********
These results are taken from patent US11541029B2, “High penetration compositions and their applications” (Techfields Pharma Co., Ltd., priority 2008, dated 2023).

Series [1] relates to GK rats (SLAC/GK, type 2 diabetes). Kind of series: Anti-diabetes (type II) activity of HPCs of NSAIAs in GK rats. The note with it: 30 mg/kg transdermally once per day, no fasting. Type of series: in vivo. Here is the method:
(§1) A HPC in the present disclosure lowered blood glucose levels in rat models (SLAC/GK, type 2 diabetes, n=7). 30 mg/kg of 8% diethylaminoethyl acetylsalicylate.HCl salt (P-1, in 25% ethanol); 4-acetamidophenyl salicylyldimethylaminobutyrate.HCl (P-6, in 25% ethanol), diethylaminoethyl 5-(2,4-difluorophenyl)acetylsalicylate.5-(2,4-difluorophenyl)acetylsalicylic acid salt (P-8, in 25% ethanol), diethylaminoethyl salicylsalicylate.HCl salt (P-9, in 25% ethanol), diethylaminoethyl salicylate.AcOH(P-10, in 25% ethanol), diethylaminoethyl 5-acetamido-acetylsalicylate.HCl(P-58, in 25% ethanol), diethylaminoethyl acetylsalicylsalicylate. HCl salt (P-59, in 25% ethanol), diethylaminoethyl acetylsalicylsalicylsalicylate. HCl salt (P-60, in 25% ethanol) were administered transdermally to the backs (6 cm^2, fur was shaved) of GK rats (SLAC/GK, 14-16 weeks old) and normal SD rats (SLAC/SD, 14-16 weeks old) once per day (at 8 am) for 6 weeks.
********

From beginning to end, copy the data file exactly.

These results are taken from patent US11541029B2, “High penetration compositions and their applications” (Techfields Pharma Co., Ltd., priority 2008, dated 2023).

Series [1] relates to GK rats (SLAC/GK, type 2 diabetes). Kind of series: Anti-diabetes (type II) activity of HPCs of NSAIAs in GK rats. The note with it: 30 mg/kg transdermally once per day, no fasting. Type of series: in vivo. Here is the method:
(§1) A HPC in the present disclosure lowered blood glucose levels in rat models (SLAC/GK, type 2 diabetes, n=7). 30 mg/kg of 8% diethylaminoethyl acetylsalicylate.HCl salt (P-1, in 25% ethanol); 4-acetamidophenyl salicylyldimethylaminobutyrate.HCl (P-6, in 25% ethanol), diethylaminoethyl 5-(2,4-difluorophenyl)acetylsalicylate.5-(2,4-difluorophenyl)acetylsalicylic acid salt (P-8, in 25% ethanol), diethylaminoethyl salicylsalicylate.HCl salt (P-9, in 25% ethanol), diethylaminoethyl salicylate.AcOH(P-10, in 25% ethanol), diethylaminoethyl 5-acetamido-acetylsalicylate.HCl(P-58, in 25% ethanol), diethylaminoethyl acetylsalicylsalicylate. HCl salt (P-59, in 25% ethanol), diethylaminoethyl acetylsalicylsalicylsalicylate. HCl salt (P-60, in 25% ethanol) were administered transdermally to the backs (6 cm^2, fur was shaved) of GK rats (SLAC/GK, 14-16 weeks old) and normal SD rats (SLAC/SD, 14-16 weeks old) once per day (at 8 am) for 6 weeks.